A peek into those whisperings in your ear.

Ponderings of an audiobook narrator.

Audiobooks have become a staple for book lovers, especially those who commute, multi-task, or have difficulty reading. Audiobooks are also a strategic educational tool. How? Read on to find out why I am an audiobook narrator, how audiobooks make a difference to students who struggle with reading, and what is involved in creating these integrated tools to facilitate learning for students and help them reach their potential. 

I have volunteered as an audiobook narrator with Learning Ally for almost a decade. Learning Ally is a nonprofit organization that provides solutions for students from Pre-K through high school.

Although philanthropic work is often seen as selfless endeavour, I admit I narrate for several selfish reasons. First, it gives me a reason to read. Why do I need a reason to read beyond simple pleasure? I don’t, but it helps justify the time I spend with books. Secondly, this activity also allows me to share my love of books with others.

Finally, reading aloud taps into other aspects of processing words and language, which is very satisfying for me as a reader and writer. In the same way that reading in my head and reading out loud allows me to process words and language differently, students who struggle to read may find that reading, listening, and interacting with a book helps them process the information more effectively.

The audiobooks through Learning Ally differ from standard audiobooks in that they are designed as a support tool for the students. This provides interactive features which are especially important for younger students, and includes complete text to allow the visual experiencing of the words, as well as control of the audio and visual experience with highlighting and speed management.

Speaking of speed, just how long does it take to create an audiobook? Mike Kinsey, Lead Recruiter for Voice Talent, has been involved in the technical and production aspects of Learning Ally for over two decades. According to his estimates, while it might take an average of ten hours to listen to an unabridged novel of about 330-350 pages, the making of an audiobook can take 30-60 hours to get from narration through post-production to the student.

Although I can’t address the technical aspects, I know that, as a narrator, reading aloud isn’t as easy at it might seem — even with children’s books and sentences that look simple. Reading out loud involves interpreting the author’s intent and expressing the emotion within those words. Also, effective narration requires different character voices and switching in and out of the narrator’s voice. i.e. “Let go of my bag,” Maya said. She tugged the leather strap so hard it it snapped, slapping her in the face. “Ouch.” 

The length of the audiobook can also vary spending on how complex and atmospheric the book is, and the pace of the book. Another curious thing that happens when you read out loud is that your brain can fix errors. For example, in the above sentence, there is an extra ‘it’ in the sentence. Your brain may delete one ‘it’ as you read, but, as it gets tired, it may also mix up and substitute other words.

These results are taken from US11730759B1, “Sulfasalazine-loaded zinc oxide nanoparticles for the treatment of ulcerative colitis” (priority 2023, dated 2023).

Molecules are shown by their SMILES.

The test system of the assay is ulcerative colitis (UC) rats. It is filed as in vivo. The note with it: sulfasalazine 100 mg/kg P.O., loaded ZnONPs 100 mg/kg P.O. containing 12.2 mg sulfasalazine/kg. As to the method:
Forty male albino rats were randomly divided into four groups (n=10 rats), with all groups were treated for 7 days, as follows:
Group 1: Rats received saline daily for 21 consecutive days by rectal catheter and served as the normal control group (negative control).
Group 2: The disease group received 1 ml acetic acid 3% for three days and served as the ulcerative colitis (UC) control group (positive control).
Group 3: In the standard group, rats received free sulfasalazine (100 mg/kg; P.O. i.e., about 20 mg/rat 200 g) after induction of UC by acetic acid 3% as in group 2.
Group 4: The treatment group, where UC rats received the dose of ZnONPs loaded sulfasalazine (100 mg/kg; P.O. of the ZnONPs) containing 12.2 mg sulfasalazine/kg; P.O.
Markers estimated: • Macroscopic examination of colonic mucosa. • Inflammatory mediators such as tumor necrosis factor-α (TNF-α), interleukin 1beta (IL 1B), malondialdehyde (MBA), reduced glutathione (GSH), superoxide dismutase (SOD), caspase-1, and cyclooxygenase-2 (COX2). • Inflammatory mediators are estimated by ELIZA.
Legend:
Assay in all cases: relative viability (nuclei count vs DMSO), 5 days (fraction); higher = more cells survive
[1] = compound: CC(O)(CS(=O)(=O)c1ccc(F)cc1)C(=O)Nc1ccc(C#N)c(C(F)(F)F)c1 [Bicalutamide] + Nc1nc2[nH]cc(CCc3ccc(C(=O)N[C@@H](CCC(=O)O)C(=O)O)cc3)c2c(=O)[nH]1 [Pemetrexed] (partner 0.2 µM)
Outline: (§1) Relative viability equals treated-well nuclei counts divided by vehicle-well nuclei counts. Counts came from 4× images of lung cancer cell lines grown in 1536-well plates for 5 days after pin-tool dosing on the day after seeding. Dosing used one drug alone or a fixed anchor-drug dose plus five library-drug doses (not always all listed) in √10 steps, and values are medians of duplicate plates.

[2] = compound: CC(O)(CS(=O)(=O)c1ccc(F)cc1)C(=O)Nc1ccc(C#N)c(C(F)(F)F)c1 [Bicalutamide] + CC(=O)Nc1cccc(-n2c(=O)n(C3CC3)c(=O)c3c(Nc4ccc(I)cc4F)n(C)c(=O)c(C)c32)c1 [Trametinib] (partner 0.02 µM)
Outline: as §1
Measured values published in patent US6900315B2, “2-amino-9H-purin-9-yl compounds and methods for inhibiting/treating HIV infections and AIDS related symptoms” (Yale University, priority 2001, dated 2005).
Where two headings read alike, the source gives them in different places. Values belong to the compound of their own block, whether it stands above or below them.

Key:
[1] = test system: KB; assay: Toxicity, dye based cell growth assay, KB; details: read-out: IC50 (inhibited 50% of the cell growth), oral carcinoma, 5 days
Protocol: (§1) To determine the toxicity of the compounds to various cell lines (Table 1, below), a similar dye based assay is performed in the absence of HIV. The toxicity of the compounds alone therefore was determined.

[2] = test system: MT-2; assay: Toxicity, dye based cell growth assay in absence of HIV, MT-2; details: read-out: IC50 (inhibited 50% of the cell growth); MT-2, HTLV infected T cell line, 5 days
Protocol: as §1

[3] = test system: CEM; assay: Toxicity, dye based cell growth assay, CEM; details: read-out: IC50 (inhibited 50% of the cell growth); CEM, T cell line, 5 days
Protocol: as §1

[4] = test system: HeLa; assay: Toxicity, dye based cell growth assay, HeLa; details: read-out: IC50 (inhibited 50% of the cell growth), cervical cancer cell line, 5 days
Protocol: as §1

That’s where listeners have to quality check the original narration and send back a list of any required edits to the narrator, as well as mistakes in the written portion of the book, such as the second ‘it’. I am often surprised how my brain rewrites the text and I read a word from a line two lines ahead or might substitute ‘slapping’ for ‘smacking.’ Also, it can take several attempts to read a sentence without errors such as mispronunciation of words, swallowing letters, misplaced emphasis in a word or sentence and incorrect modulations. These are all reasons a ten hour listening experience may take three or four times longer to create, and why there are about twenty staff members and at least three volunteers involved in the entire process.

So, there’s a lot more involved to this sort of book production than the love of reading and some equipment (I have a really simple set up using a Yeti microphone and a pop filter). It requires the love of reading out loud, acting (thankfully, in the privacy of your own home), patience, commitment and the quiet reward of helping people you may never hear from or meet.

Learning Ally produces about one hundred books a month and their target audience is grades two to eight to promote early literacy. Last year 1.5 million students had access to the solutions provided by Learning Ally. While there are a few hundred active volunteers with Learning Ally, their database holds 6,000 volunteers that have worked with them and who sign on for special projects – for example, with foreign language books. For further information about their services, you can check out the Learning Ally website.

Do you use or narrate audiobooks? Who are your favourite narrators and why? What equipment do you use? Please leave me a comment and let me know.

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